The only people perhaps more obsessive than type designers are builders of model aircraft. TLai Enterprises offers a font for sale called AmarilloUSAF. With its straight lines and blocky look, AmarilloUSAF provides the correct, forthright feel of the real thing.
AmarilloUSAF Pro—Enhanced US Air Force Aircraft Marking Font
Continue reading “Fightin’ Font Friday”
Here’s a beautiful font inspired by the designers’ love of travel. Photographic images of destinations paired with a strong sans serif typeface create a unique and memorable look. See also Foreign Font Friday 1, about typefaces that have a foreign look.
Around the World With Type by Rigved Sathe and Payal Jagwani
We intend to take you on a journey into the exciting world of graphic design, enchanted by some of the most beautiful destinations. Our thirst for travel had us going crazy with colors, images, letterforms and exploring the depths of experimental type. We present to you “Around the World With Type”, a shout out to all the beautiful places and people out there!
By Margaret Rhodes from Wired magazine:
Self-Censoring Font Redacts Words the Feds Are Watching For
Seen, a font from designer Emil Kozole, recognizes National Security Agency spook words and blacks them out.
Image credit: Emil Kozole
Continue reading “Effacing Font Friday”
A fleuron, or flower, is a decorative typographic character. The category of fleuron includes some characters that are not floral in design. Also known as a printer’s flower or floret. Flowers are in a category of characters known as ornaments or type ornaments.
Scroll down or jump to here for a short essay on fleurons.
Continue reading “Fleurons Font Friday”
With regard to the surreptitious disposal and triumphant recovery of the Doves Type from London’s Thames River (from an article in typespec magazine): The Doves Type® revival . Not to be confused with my post Found Font Friday 2, about fonts created from lettering and signs found in the great outdoors.
Raised from the dead: The Doves Type story.
The Doves Type legend is one of the most enduring in typographic history and probably the most infamous. It’s the story of a typeface and a bitter feud between the two partners of Hammersmith’s celebrated Doves Press, Thomas James Cobden-Sanderson and Emery Walker, leading to the protracted disposal of their unique metal type into London’s River Thames. Starting in 1913 with the initial dumping of the punches and matrices, by the end of January 1917 an increasingly frail Cobden-Sanderson had made hundreds of clandestine trips under cover of darkness to Hammersmith Bridge and systematically thrown 12lb parcels of metal type into the murky depths below. As one person so aptly commented on Twitter recently, this notorious tale bears all the hallmarks of a story by Edgar Allan Poe.
Continue reading “Found Font Friday”
Smashing Magazine‘s Smashing Newsletter Issue #190 has this gem: more than 14,000 color names, accessible by entering a 6-digit hex code. Some examples below. Click on “quick! Find one of 14’000 color names!” to get the HTML, CSS, and JS code (see below).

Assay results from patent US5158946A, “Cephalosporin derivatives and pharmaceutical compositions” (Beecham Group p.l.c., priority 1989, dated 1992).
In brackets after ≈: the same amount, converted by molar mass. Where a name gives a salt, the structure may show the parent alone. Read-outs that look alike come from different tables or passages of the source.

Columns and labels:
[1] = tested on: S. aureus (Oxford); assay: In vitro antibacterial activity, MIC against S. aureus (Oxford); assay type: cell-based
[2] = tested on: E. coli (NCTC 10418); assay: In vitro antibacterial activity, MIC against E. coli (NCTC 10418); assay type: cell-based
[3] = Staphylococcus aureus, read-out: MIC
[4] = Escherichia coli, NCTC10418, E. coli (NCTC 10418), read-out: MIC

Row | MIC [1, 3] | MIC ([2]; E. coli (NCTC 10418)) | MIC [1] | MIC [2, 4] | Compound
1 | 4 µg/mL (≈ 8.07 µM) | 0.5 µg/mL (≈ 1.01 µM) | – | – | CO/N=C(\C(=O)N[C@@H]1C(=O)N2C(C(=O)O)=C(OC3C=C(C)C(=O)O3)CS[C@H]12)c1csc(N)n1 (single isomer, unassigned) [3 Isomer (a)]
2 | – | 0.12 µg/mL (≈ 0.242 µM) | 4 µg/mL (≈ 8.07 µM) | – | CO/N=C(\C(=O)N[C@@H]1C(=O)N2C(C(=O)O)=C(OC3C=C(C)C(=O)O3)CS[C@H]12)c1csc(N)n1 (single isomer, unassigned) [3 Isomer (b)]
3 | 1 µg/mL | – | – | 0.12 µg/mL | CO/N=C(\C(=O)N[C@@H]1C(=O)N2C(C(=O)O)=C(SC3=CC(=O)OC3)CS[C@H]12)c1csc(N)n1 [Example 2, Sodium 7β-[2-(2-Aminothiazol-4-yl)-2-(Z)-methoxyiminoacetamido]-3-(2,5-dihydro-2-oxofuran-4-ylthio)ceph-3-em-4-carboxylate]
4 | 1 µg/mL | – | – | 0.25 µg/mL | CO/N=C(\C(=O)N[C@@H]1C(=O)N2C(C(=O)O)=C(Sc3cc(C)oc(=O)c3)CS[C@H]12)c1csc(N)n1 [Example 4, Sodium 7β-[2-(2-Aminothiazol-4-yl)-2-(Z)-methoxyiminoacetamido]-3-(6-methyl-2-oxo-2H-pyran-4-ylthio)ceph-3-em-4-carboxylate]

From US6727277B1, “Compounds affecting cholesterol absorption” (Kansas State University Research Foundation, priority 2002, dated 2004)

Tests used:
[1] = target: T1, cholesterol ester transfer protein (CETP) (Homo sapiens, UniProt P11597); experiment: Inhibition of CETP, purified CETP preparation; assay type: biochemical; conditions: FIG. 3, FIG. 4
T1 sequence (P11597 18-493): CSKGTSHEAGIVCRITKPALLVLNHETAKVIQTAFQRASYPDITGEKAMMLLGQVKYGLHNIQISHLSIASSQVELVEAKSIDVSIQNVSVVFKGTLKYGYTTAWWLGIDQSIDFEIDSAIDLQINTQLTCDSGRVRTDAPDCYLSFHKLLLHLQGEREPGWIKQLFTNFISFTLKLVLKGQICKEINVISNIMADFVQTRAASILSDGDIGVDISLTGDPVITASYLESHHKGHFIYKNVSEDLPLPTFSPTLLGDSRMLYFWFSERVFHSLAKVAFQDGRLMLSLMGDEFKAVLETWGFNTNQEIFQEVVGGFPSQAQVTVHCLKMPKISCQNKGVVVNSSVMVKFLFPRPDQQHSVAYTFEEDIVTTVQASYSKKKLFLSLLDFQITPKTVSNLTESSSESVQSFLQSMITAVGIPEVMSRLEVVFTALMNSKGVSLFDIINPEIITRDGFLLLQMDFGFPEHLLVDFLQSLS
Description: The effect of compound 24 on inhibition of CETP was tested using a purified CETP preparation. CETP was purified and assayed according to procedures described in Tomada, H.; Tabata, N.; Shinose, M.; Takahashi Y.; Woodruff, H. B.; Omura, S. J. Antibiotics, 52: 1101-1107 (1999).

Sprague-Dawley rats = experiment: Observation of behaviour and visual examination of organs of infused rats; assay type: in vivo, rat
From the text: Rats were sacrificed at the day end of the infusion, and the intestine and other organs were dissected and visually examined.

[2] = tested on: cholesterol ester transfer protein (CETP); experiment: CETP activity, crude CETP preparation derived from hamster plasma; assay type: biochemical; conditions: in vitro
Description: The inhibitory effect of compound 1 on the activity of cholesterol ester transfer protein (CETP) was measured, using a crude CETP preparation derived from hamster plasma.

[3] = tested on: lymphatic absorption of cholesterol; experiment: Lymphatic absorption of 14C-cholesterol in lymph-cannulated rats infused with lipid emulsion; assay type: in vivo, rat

What comes to your mind when you hear terms like “Bright Nori”, “Paw Print” or “Waffle Cone”? If you’re thinking of colors, well, good guess! Actually, these are only three of the 14,874 unique color names in the massive color dictionary that David Aerne brought to life.
The aim of the project is to create as large a list as possible of unique color names. And, well with almost 15,000 color names featured, the undertaking definitely was successful. The names are merged from various sources and handpicked from thousands of user submissions. You can enter a hex value to find the name for it, indulge in the entire list, or, if you’re feeling creative, submit your own color name. Color inspiration at its finest.
Continue reading “14,000+ color names! Just type in a hex code”
Here are some beautiful hand fans from the Art Deco era.
A common use of imagery on hand fans seems to have been informational rather than just decoration. This one is for “666” brand remedy for everything from malaria to neuralgia. The stylized illustration of Diana is in the traditional depiction of the ancient world of gods and goddesses. The handle of the front of the fan uses a classically Art Deco all-caps font, with its low crossbars on the “E,” stylized “S,” and geometrically circular “O” and “Q.”
Continue reading “Fans Font Friday – Art Deco”
Andy Murdock is co-founder of The Statesider: “The most interesting US travel stories, delivered directly to your inbox.” Here he writes about the 222 fonts he found with names associated with US states.
The United Fonts of America
Before 1984, I had never encountered the word “font.” Then a Macintosh computer showed up in my house.
A beige block with a too-small black and white screen and a thingy called a “mouse,” the first thing I saw when I turned it on was “Welcome to Macintosh” in what I would soon learn was a font called Chicago. Both the smily Mac and the Chicago font that greeted anyone booting up a Mac in the mid ’80s were designed by Susan Kare, and they both captured the friendly, accessible new era of computing that made the Mac so revolutionary.
There wasn’t much to do on it right away. I got a text adventure game version of the Hitchhiker’s Guide to the Galaxy because a clerk at Egghead Software dropped a shelf on my mom’s head and gave it to her as a “please don’t sue us” gift. Otherwise, I had MacPaint and MacWrite where I could draw and type whatever I could think of, and there was a menu of fonts to choose from — not just Chicago, but a list of fonts named for world cities. Monaco, London, San Francisco, Cairo. Words weren’t just words, they could be design, history, geography.
Continue reading “Fairbanks, Flagstaff, Fresno, Florida, Fairfield, Falmouth, Fayette, Fargo, Fort Worth Font Friday”